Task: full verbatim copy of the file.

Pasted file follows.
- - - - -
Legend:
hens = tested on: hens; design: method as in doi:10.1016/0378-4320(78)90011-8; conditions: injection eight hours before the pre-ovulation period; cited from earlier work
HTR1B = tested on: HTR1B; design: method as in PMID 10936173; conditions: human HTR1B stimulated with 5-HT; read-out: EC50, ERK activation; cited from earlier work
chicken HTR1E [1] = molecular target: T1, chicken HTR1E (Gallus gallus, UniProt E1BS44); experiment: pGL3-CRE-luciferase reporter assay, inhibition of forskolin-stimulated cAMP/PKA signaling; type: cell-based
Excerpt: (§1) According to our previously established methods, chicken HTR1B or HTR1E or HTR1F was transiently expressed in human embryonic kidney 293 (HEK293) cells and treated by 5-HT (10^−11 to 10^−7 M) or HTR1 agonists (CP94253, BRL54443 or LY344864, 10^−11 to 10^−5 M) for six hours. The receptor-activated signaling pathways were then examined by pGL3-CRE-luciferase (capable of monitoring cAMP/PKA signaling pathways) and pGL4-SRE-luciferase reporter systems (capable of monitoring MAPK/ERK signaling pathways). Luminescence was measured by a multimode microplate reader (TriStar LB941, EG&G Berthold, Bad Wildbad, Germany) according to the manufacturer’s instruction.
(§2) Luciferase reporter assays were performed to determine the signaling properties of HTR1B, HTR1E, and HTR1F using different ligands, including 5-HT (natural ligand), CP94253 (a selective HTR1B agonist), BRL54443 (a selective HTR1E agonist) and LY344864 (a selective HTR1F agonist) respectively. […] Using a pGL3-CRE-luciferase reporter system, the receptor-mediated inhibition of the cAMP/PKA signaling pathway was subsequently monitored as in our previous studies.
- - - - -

Legend:
hens = tested on: hens; design: method as in doi:10.1016/0378-4320(78)90011-8; conditions: injection eight hours before the pre-ovulation period; cited from earlier work
HTR1B = tested on: HTR1B; design: method as in PMID 10936173; conditions: human HTR1B stimulated with 5-HT; read-out: EC50, ERK activation; cited from earlier work
chicken HTR1E [1] = molecular target: T1, chicken HTR1E (Gallus gallus, UniProt E1BS44); experiment: pGL3-CRE-luciferase reporter assay, inhibition of forskolin-stimulated cAMP/PKA signaling; type: cell-based
Excerpt: (§1) According to our previously established methods, chicken HTR1B or HTR1E or HTR1F was transiently expressed in human embryonic kidney 293 (HEK293) cells and treated by 5-HT (10^−11 to 10^−7 M) or HTR1 agonists (CP94253, BRL54443 or LY344864, 10^−11 to 10^−5 M) for six hours. The receptor-activated signaling pathways were then examined by pGL3-CRE-luciferase (capable of monitoring cAMP/PKA signaling pathways) and pGL4-SRE-luciferase reporter systems (capable of monitoring MAPK/ERK signaling pathways). Luminescence was measured by a multimode microplate reader (TriStar LB941, EG&G Berthold, Bad Wildbad, Germany) according to the manufacturer’s instruction.
(§2) Luciferase reporter assays were performed to determine the signaling properties of HTR1B, HTR1E, and HTR1F using different ligands, including 5-HT (natural ligand), CP94253 (a selective HTR1B agonist), BRL54443 (a selective HTR1E agonist) and LY344864 (a selective HTR1F agonist) respectively. […] Using a pGL3-CRE-luciferase reporter system, the receptor-mediated inhibition of the cAMP/PKA signaling pathway was subsequently monitored as in our previous studies.